An iPad has more in common with a large iPhone than with a small Mac, and I don't think Apple will change that and transform the iPad into a touch screen Mac.
I am a user, writing non-fiction and science, using:
* Mac Scrivener 3 on a Macbook 12”, MacBook Pro 13”, and iMac 27”, all running Mojave.
* iOS Scrivener 1 on an iPhone 11 Pro, iPad Air 9.7”, and iPad Pro 12.9”, all running the latest iOS

User avatar
kewms
Posts: 5440
Joined: Fri Feb 02, 2007 5:22 pm
Platform: Mac

Tue Jun 11, 2019 3:59 pm Post

JoRo wrote:For me, the question isn’t whether I or anyone else wants a dedicated macOS version of Scrivener as we have now; it is whether the market for such an app could survive in an Apple world of universal apps, compiled from the same source code. Yes, some or many people might want macOS Scrivener, but if that number proves in time not to be large enough to sustain a separate development stream, then I assume it would make financial and technical sense for Keith to streamline his work and the company’s offerings. There are already more iOS devices than macOS devices, and the indications are that the disparity between the OSes will only get bigger in time. As developers already have to design and develop for iOS / iPadOS, isn’t it logical to use that same code to run an app on a laptop rather than run expensive and time-consuming development for a market that appears to be shrinking? And especially for a single developer?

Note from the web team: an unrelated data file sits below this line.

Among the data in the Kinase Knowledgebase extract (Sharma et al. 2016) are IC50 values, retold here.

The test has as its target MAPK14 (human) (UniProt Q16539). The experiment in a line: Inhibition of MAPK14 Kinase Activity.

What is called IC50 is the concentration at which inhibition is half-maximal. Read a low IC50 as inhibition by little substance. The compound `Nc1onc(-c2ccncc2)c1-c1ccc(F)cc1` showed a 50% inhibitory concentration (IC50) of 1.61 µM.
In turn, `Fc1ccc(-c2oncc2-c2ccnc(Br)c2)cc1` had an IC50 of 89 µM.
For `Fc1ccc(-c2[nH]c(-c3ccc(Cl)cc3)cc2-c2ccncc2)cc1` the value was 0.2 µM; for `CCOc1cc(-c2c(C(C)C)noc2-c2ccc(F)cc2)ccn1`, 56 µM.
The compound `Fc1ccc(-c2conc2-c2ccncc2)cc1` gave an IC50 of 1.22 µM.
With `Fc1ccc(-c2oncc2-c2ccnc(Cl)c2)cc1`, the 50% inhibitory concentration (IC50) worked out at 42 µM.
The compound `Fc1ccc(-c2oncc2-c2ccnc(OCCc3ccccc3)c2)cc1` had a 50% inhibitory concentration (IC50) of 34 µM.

*Shrug* There are many more Windows installations than Mac installations, too. By this logic, Mac applications shouldn't exist in the first place.

IMO, iOS devices outnumber Macs because they serve fundamentally different markets. Probably everyone who has a computer also has a phone, but not everyone who has a phone has, wants, or can afford a computer. Tablets lie somewhere in between the two, but IIRC the statistics indicate that tablet sales are relatively stagnant: everyone who wants one, already has one.